3. Robinhood

Robinhood is one of my newest and most exciting adventures. It is a phone app only, resource and it allows individuals to trade stock during normal trading hours completely free. Seriously, no commission, transaction fees, nothing. It is legitimately completely free. They do offer a Gold program that allows after hours trading and other benefits which is not free. The app is clean, easy and has enough information that I have been comfortable buying and trading quite a few stocks. There is no minimum initial investment (other than buying a specific stock) and the response time to buying and selling has been immediate. For me it feels a bit like fantasy football, but with money. I started by just buying and selling a couple little stocks and then have steadily been tinkering and building a portfolio. The research withing app is pretty much limited to a line graph with performance back as far as 5 years. It is pretty useful if you want to look at general trends. This would require you to do a lot of your own research if you are looking to get an edge of what to buy and sell and when. It links to your bank account and funds are immediately available once you place them in Robinhood. Potential downsides would be that you have to really put in the work to know what to buy and sell, and when you don't have a lot of diversification there is more risk. Luckily, there is a lot of information out there about stock trading (thank you Internet!).  If you're interested in trying it out (you could seriously buy one $2 stock) please click here. It will give both you and I a free stock as a promotion.

4. Betterment

Betterment is also pretty new to me. I've had it for a few months and it is very intriguing. In general, Betterment has some goal based bot traded funds. That's right; bots! Their computer algorithms work diligently to buy and sell stock at the right times to maximize investment returns. While my sample time hasn't been long enough to make a conclusion about returns, their past returns have been a little better than similar funds that are managed by humans; so that's pretty cool. There is no minimum investment and it links up real nice with existing bank accounts. There is a small maintenance fee at 0.25% a year. This is probably because that bot isn't going to be asking for a raise. I just plunked $600 in a retirement growth fund and I'm just going to keep an eye on it and see how it does for now. I'll be able to compare it to similar accounts I have with my employer and through Vanguard to make a decision if I'd like to add more in the future. Either way, I just kind of nerd out over the idea of the bot and I pray it doesn't turn into a Terminator situation. The only negative I can currently see with Betterment is that it is still linked to the volatility of the stock market. But, all investments with potential of quality return are somewhat risky.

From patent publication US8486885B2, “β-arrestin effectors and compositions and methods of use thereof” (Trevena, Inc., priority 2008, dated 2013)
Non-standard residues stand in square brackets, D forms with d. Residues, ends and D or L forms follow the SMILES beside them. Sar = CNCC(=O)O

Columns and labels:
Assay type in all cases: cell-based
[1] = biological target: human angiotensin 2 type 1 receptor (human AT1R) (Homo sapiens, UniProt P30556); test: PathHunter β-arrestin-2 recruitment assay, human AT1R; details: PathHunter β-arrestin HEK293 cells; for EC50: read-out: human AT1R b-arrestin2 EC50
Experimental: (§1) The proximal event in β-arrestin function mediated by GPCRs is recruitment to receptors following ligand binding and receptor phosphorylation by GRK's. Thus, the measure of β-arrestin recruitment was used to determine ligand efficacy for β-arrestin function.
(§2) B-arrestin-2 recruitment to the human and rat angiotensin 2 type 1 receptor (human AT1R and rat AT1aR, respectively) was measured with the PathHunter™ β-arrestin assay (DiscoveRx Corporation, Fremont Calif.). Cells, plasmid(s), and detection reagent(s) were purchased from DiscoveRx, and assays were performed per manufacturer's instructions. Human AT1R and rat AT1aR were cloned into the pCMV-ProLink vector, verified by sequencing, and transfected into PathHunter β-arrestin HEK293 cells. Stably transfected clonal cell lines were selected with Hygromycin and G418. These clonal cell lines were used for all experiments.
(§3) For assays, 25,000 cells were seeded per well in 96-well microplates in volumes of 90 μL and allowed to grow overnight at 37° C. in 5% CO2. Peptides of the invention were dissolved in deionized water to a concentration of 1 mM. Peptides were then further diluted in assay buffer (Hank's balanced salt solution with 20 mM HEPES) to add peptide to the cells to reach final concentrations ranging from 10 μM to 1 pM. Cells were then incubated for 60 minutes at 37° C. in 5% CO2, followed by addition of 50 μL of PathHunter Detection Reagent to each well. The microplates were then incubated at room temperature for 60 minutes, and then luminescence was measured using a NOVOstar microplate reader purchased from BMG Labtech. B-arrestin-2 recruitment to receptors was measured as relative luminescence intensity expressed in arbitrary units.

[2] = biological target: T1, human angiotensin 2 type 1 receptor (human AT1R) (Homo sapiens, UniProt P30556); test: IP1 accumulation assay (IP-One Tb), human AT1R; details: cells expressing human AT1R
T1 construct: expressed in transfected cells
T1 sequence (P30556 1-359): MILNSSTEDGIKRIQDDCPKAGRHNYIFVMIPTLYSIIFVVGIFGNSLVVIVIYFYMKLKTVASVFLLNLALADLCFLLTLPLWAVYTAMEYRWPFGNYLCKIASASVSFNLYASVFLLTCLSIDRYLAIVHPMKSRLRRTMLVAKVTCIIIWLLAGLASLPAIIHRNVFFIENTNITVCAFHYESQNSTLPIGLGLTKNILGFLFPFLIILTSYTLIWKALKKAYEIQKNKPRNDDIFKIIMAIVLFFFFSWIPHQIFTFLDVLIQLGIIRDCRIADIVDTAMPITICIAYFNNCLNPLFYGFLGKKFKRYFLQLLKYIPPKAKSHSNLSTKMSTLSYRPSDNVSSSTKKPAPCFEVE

So, what are investment resources that you are having success with on a budget? What kind of success have you found with the ones I am sharing?

Have a great day and thanks for reading. Please make sure if you've been enjoying the blog to put your email in the right column and check us out on Facebook and Twitter!

If you like what you are reading then considering reading about: